Though Apple’s late co-founder Steve Jobs never visited China (so says the official biography), the new CEO Tim Cook has been spotted at the company’s Apple Store in Joy City, a shopping mall located in Xidan, Beijing. A local news article included pictures of Cook posing with fans, snapped at the store. However, the real purpose of the executives’s visit to China is shrouded in secrecy.
Remember, Cook also visited China last year and was photographed at China Mobile’s headquarters in Beijing. China Mobile, the nation’s largest wireless operator and the world’s largest carrier with more than 600 million subscribers, does not yet carry Apple’s handset. Nonetheless, they are already hosting some 15 million iPhones on their network, up from 10 million back in October.
Is Cook in China to cut that long-expected iPhone deal with China Mobile?
It’s interesting Cook chose not to visit the more prominent Sanitun store. The Joy City store, which opened for business in 2010 when Apple launched the iPhone 4 in China, has since become Apple’s top retail spot in terms of consumer traffic and transaction volume.
Conceivably, Cook would not take a flight to Beijing just to visit a high-grossing local store. Maybe he is touring China to fix Foxconn strikes ahead of the iPhone 5 production? Also viable: perhaps Cook is there to put an end to ProView’s iPad trademark lawsuit and negotiate an out-of-court settlement?
Another highly likely possibility, per the report by TechNode:
There’re speculations that Tim came here to talk to China Unicom and China Telecom about introducing the company’s next generation of iPhone – iPhone 5 (or the new iPhone, who knows), according to people familiar with the matter.
The Wall Street Journal reports (and Bloomberg concurs) that Cook “had a great time” discussing the possibilities of greater investment with Chinese officials:
Cook, who is on his first trip to China since becoming chief executive of the Cupertino, Calif.-based company, “had great meetings with Chinese officials today. China is very important to us and we look forward to even greater investment and growth here,” said spokeswoman Carolyn Wu. She declined to identify any of the Chinese officials or give further details on the meetings.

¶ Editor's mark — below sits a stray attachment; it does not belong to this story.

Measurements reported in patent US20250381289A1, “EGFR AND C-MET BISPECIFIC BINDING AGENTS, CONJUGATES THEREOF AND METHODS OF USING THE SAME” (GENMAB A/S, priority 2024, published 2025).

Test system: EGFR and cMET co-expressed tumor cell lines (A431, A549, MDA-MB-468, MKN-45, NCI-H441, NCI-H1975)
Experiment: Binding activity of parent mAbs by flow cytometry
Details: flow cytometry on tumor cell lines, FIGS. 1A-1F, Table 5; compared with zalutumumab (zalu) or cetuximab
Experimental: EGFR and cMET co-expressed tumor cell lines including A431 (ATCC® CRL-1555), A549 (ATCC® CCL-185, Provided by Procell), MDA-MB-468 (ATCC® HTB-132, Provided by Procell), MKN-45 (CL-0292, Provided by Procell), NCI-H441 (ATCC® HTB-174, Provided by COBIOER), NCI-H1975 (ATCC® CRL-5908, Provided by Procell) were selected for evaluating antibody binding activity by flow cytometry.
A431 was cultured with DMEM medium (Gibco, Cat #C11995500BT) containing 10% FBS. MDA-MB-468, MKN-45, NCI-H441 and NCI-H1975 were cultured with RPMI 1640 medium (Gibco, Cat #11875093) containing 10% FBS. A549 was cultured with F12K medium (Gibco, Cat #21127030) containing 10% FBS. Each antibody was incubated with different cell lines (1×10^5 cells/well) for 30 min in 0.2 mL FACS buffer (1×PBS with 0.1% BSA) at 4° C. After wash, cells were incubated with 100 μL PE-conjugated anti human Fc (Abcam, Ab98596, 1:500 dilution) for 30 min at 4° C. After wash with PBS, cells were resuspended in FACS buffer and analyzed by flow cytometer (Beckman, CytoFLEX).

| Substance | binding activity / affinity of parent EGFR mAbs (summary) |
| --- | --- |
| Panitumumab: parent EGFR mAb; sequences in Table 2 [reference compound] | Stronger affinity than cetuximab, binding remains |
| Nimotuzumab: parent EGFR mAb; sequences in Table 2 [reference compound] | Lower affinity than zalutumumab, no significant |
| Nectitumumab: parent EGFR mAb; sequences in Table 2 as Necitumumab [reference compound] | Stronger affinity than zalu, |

China Unicom and China Telecom are the only two carriers currently offering Apple’s handset in the 1.33 billion people market. Apple is now activating more iPhones in China than in the United States or any other market for that matter. The company is said to appeal to the local market by China’s leading search engine Baidu as the default searhc choice for Chinese customers in iOS.
Apple’s CEO found time to pose for a nice shot with a fan.
Last week, iDownloadBlog discovered code strings in iOS 5.1 strongly suggesting that a sixth-generation iPhone will feature fast 4G LTE networking and possibly FaceTime video calling over 4G. The new iPad is the first mobile device to feature 4G LTE networking, courtesy of a Qualcomm MDM9600 3G/4G wireless baseband chip paired with a Qualcomm RTR8600 multi-band/mode RF transceiver for LTE bands.
Apple could pursue the same combo with the iPhone 5 or opt for Qualcomm’s smaller, next-gen Gobi modem chips. Whichever the case, the inclusion of the fourth-generation Long-Term Evolution radio technology in the next iPhone seems to be a forgone conclusion at this point.
If the new iPad is anything to go by, 4G LTE and other improvements might pose a problem in terms of heat dissipation and battery life, both expected to be more pronounced on the iPhone where space is at a premium.
Are we in for another Heatgate with iPhone 5? Chime in with your thoughts down in the comments.
NOTE: Head over to Sina Weibo for more fan shots with Tim Cook.